Beyond such individual analyses, however, a study of follower accession patterns also provides an opportunity to compare the follower growth of different accounts and to correlate these patterns with the events which affected them. Figure 3 provides a comparison for key Australian political leaders between 2008 and mid-2013, for example, focussing on the first 50,000 followers gained by each account.
Figure 3. Follower accession curves (first 50,000 followers) for selected Australian political leaders.
Through such comparison, a number of significant patterns are revealed, which may then become the starting point for an analysis across other groups of users. In Figure 3, it can be seen that politicians' accounts gain a substantial number of followers rapidly when they are elected to key positions (as with the election of Tony Abbott as Opposition Leader on 1 December 2009, or the election of Julia Gillard as PM on 24 June 2010), but their opponents also gain followers during such times (this is the case for outgoing Opposition Leader Malcolm Turnbull when he is defeated by Abbott, and for Abbott himself, as well as Turnbull, when Julia Gillard becomes PM). It appears, in other words, as if major political events generally increase public attention for politics, and encourage Twitter users to follow their political leaders.
A number of other patterns are also visible: Julia Gillard, for example, who was Australian PM from 2010 to 2013, had had a Twitter account since 26 October 2009, but her follower numbers only rose (and rapidly so) from the moment she became PM. This may indicate that her account had until then been run under a different name (as a private rather than public communication tool), or had even been set to ‘protected’, requiring would-be followers to be approved by the account operator. Only once she had been installed as PM, it seems, did Julia Gillard's account accept followers. Each of these observations provides the opportunity for further quantitative or qualitative analysis (e.g. it might be interesting to consider mentions of politicians' Twitter accounts in the mainstream press, or to look in further detail at Julia Gillard's tweet history to ascertain how she – or her social media team – developed her account). However, these observations also serve as a starting hypotheses for investigations of the follower base dynamics of Twitter accounts in other fields, such as television or sport.
Figure 3 thus provides an indication of the potential benefits of a follower accession analysis using the methods outlined here; specific research questions will depend on the nature of the target account or accounts to be examined, of course, and we do not seek to provide an exhaustive list of such possibilities here. Political, but also media and celebrity accounts, might be examined and compared to ascertain their respective popularity on Twitter, for example, and to track the growth or decline of their popularity as expressed in follower numbers over time. An analysis of more ‘ordinary’ users' accounts may be valuable where such users suddenly find themselves thrust into the spotlight, perhaps because they suddenly become popular or notorious, or as a result of their activities in relation to unforeseen events such as breaking news or natural disasters. Alternatively, the analysis of follower growth patterns for a random sample of ordinary accounts, however constructed, may also shed light on how users' Twitter networks develop over time.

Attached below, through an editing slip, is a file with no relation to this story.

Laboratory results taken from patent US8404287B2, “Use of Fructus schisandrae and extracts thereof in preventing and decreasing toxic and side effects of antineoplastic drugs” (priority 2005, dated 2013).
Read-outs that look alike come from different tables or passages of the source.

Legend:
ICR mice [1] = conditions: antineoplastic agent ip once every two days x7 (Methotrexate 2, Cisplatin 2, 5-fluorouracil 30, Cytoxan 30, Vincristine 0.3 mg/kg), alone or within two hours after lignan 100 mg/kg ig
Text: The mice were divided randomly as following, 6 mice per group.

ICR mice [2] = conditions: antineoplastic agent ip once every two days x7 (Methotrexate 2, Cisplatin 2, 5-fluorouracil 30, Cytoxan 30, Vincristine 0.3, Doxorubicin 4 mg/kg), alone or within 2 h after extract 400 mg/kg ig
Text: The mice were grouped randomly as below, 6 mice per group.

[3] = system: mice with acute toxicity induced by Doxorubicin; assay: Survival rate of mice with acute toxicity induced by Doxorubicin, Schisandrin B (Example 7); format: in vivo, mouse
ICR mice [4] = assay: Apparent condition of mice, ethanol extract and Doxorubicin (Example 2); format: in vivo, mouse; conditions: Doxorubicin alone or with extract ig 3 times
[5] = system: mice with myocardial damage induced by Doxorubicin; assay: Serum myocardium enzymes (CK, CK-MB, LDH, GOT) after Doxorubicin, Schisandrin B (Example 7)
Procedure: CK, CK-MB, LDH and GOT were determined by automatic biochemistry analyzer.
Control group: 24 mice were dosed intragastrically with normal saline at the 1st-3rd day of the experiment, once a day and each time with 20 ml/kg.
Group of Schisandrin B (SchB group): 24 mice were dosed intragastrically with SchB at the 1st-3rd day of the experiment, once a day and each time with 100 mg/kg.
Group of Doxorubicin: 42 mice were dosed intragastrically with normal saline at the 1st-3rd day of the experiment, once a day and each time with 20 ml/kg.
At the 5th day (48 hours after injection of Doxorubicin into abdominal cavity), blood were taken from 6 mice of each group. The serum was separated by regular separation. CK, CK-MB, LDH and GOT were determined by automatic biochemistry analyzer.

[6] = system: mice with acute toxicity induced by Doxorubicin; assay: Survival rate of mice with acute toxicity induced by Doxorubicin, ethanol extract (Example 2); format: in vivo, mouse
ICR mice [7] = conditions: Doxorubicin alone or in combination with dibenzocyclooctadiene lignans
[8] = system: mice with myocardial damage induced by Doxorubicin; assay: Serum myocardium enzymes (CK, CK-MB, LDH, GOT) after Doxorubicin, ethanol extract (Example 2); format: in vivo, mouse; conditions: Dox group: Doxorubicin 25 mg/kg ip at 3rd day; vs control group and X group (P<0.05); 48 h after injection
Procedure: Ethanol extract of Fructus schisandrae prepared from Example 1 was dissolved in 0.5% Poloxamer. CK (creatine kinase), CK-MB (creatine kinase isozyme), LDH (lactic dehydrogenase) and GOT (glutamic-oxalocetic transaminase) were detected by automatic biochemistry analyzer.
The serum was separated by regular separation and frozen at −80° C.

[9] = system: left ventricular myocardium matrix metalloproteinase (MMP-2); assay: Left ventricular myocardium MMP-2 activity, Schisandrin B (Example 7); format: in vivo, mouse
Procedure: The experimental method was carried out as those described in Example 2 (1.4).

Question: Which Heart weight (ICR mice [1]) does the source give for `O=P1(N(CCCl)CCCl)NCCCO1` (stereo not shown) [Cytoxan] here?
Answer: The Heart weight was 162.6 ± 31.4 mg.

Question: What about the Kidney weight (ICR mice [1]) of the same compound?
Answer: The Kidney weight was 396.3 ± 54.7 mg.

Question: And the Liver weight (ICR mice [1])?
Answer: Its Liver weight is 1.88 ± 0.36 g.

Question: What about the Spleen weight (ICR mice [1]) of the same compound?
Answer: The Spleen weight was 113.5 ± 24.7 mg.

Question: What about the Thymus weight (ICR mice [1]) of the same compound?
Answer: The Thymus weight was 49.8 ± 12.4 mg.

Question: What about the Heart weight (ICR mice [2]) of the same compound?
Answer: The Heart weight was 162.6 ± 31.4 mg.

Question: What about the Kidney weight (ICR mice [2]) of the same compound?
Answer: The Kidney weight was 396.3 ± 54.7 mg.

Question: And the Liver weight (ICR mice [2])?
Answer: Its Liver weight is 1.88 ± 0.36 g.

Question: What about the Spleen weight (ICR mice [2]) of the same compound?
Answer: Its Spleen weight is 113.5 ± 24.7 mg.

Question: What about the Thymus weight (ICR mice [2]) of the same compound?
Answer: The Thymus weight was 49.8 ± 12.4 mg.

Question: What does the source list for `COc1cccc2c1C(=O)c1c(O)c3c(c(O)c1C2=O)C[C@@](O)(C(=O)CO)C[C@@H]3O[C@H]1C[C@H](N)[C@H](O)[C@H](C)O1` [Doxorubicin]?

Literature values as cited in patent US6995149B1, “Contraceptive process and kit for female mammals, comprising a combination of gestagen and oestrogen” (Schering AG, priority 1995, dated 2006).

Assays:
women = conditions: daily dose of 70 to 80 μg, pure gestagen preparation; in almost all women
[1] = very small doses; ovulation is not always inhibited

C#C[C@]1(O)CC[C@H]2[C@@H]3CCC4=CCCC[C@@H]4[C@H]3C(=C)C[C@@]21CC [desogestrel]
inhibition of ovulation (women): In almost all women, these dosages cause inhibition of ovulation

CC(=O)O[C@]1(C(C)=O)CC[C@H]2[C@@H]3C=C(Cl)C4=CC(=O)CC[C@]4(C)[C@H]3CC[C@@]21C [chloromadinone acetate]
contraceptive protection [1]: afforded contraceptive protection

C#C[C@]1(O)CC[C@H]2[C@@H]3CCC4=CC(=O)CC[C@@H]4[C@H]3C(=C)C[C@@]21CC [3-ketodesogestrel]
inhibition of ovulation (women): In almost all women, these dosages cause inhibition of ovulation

Additionally, while we have outlined in detail here the methodology and a sample case for follower accession, almost identical methods could also be used to determine followee accession patterns for any given account – that is, the rate at which a specific account has followed other users. For a celebrity account, such an analysis could determine, for example, whether the account simply automatically follows back every new follower (in this case, follower and followee accession graphs should be almost identical in shape), or whether the account follows back only a select number of its followers (and if so, whether such follow-backs occur at a steady pace or in more or less regular bursts as new followers are reviewed and followed back). Specific uses for such followee accession analyses are perhaps somewhat less obvious than for follower accession analysis, but should also continue to be explored.
Follower accession analysis, as we have outlined it here, depends crucially on the fact that the follower lists returned by the Twitter API are currently provided in chronological order, enabling us to chart a follower growth curve by comparing a user's position in the follower list with their own account creation date. Twitter has hinted that the format of follower lists may be subject to change in the future, which would render our method obsolete. For now, however, no such changes have been made, and the method produces reliable results.